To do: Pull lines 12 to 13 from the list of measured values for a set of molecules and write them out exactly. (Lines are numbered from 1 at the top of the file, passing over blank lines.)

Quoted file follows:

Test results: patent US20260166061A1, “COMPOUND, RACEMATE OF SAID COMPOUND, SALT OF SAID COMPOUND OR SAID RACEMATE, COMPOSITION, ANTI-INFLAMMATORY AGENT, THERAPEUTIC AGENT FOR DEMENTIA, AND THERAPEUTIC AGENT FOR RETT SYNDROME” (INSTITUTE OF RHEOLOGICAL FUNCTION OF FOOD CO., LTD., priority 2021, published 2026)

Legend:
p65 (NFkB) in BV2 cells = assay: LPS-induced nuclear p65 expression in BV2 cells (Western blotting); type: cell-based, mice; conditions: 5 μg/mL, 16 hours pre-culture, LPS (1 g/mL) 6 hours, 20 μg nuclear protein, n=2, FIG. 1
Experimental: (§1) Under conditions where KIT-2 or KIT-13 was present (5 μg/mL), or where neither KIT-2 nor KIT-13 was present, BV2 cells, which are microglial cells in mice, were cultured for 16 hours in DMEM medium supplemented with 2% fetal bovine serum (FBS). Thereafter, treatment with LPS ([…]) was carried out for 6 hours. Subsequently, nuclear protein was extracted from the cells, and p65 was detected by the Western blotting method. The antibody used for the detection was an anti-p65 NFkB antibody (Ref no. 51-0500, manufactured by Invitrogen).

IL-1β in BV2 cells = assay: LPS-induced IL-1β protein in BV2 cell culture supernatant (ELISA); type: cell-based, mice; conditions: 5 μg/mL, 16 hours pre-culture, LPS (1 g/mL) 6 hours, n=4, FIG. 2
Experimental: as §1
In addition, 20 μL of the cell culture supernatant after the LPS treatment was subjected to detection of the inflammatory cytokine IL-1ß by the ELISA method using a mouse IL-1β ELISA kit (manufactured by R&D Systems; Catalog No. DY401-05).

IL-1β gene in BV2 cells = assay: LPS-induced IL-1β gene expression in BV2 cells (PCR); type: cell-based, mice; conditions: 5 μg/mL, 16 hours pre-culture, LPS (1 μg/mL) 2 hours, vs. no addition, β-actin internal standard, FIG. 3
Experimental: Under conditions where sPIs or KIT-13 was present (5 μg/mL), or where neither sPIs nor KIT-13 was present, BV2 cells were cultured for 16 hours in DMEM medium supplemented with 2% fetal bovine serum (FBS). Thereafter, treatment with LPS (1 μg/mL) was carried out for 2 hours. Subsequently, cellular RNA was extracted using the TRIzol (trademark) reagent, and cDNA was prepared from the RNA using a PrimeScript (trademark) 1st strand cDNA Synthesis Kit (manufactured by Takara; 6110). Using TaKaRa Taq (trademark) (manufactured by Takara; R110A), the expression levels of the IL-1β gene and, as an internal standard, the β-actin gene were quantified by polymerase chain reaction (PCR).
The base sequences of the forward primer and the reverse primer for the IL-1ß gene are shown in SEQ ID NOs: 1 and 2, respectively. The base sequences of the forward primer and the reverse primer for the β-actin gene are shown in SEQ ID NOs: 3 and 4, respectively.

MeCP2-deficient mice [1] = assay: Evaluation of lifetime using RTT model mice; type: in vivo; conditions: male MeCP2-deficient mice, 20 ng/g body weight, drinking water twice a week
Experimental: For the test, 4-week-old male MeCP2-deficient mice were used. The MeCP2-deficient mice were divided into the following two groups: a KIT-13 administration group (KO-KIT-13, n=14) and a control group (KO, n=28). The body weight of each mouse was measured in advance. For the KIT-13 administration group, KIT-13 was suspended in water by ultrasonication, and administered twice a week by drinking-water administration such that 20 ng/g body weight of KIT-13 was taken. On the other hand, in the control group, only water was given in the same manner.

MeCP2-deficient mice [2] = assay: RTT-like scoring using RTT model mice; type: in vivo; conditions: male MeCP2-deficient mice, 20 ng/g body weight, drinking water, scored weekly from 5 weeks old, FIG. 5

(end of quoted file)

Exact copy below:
Experimental: For the test, 4-week-old male MeCP2-deficient mice were used. The MeCP2-deficient mice were divided into the following two groups: a KIT-13 administration group (KO-KIT-13, n=14) and a control group (KO, n=28). The body weight of each mouse was measured in advance. For the KIT-13 administration group, KIT-13 was suspended in water by ultrasonication, and administered twice a week by drinking-water administration such that 20 ng/g body weight of KIT-13 was taken. On the other hand, in the control group, only water was given in the same manner.

MeCP2-deficient mice [2] = assay: RTT-like scoring using RTT model mice; type: in vivo; conditions: male MeCP2-deficient mice, 20 ng/g body weight, drinking water, scored weekly from 5 weeks old, FIG. 5